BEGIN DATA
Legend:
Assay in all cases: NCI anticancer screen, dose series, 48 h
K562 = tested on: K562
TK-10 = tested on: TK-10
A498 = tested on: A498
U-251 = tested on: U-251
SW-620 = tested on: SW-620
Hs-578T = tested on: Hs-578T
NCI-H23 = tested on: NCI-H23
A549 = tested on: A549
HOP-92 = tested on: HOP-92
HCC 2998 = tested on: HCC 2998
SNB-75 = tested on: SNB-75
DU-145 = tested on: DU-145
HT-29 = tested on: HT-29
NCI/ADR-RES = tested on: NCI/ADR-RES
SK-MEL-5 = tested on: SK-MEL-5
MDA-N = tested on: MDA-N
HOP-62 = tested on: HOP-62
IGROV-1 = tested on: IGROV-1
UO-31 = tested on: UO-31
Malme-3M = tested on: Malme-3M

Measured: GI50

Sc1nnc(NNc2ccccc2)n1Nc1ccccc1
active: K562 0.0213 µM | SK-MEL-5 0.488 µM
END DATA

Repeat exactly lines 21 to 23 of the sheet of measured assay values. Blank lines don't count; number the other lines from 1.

UO-31 = tested on: UO-31
Malme-3M = tested on: Malme-3M

Measured: GI50